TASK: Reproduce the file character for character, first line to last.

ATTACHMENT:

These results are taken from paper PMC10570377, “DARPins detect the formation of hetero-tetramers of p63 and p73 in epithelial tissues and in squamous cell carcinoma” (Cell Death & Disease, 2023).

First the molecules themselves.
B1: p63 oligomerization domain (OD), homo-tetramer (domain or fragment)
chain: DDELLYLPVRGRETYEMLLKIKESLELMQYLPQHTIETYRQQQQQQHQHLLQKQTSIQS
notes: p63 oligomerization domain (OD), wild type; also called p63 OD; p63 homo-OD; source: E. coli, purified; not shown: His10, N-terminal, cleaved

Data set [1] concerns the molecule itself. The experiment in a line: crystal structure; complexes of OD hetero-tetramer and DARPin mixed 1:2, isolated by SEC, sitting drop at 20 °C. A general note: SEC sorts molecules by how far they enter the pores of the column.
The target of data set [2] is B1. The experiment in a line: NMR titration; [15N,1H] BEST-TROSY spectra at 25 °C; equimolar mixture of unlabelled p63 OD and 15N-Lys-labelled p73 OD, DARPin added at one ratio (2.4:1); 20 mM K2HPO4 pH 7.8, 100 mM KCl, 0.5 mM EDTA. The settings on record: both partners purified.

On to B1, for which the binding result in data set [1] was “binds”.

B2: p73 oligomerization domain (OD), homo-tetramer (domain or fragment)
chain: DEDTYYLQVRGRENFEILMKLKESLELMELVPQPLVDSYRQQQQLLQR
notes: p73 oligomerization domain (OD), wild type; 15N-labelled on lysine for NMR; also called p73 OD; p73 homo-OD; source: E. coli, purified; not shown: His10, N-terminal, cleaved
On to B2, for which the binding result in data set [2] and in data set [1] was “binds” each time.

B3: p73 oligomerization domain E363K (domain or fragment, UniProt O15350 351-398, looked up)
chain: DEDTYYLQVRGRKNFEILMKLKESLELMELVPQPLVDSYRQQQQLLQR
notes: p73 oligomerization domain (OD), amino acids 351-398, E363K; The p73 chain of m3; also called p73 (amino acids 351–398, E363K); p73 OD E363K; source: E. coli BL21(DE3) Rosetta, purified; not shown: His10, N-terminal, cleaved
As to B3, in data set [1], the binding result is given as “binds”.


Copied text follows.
These results are taken from paper PMC10570377, “DARPins detect the formation of hetero-tetramers of p63 and p73 in epithelial tissues and in squamous cell carcinoma” (Cell Death & Disease, 2023).

First the molecules themselves.
B1: p63 oligomerization domain (OD), homo-tetramer (domain or fragment)
chain: DDELLYLPVRGRETYEMLLKIKESLELMQYLPQHTIETYRQQQQQQHQHLLQKQTSIQS
notes: p63 oligomerization domain (OD), wild type; also called p63 OD; p63 homo-OD; source: E. coli, purified; not shown: His10, N-terminal, cleaved

Data set [1] concerns the molecule itself. The experiment in a line: crystal structure; complexes of OD hetero-tetramer and DARPin mixed 1:2, isolated by SEC, sitting drop at 20 °C. A general note: SEC sorts molecules by how far they enter the pores of the column.
The target of data set [2] is B1. The experiment in a line: NMR titration; [15N,1H] BEST-TROSY spectra at 25 °C; equimolar mixture of unlabelled p63 OD and 15N-Lys-labelled p73 OD, DARPin added at one ratio (2.4:1); 20 mM K2HPO4 pH 7.8, 100 mM KCl, 0.5 mM EDTA. The settings on record: both partners purified.

On to B1, for which the binding result in data set [1] was “binds”.

B2: p73 oligomerization domain (OD), homo-tetramer (domain or fragment)
chain: DEDTYYLQVRGRENFEILMKLKESLELMELVPQPLVDSYRQQQQLLQR
notes: p73 oligomerization domain (OD), wild type; 15N-labelled on lysine for NMR; also called p73 OD; p73 homo-OD; source: E. coli, purified; not shown: His10, N-terminal, cleaved
On to B2, for which the binding result in data set [2] and in data set [1] was “binds” each time.

B3: p73 oligomerization domain E363K (domain or fragment, UniProt O15350 351-398, looked up)
chain: DEDTYYLQVRGRKNFEILMKLKESLELMELVPQPLVDSYRQQQQLLQR
notes: p73 oligomerization domain (OD), amino acids 351-398, E363K; The p73 chain of m3; also called p73 (amino acids 351–398, E363K); p73 OD E363K; source: E. coli BL21(DE3) Rosetta, purified; not shown: His10, N-terminal, cleaved
As to B3, in data set [1], the binding result is given as “binds”.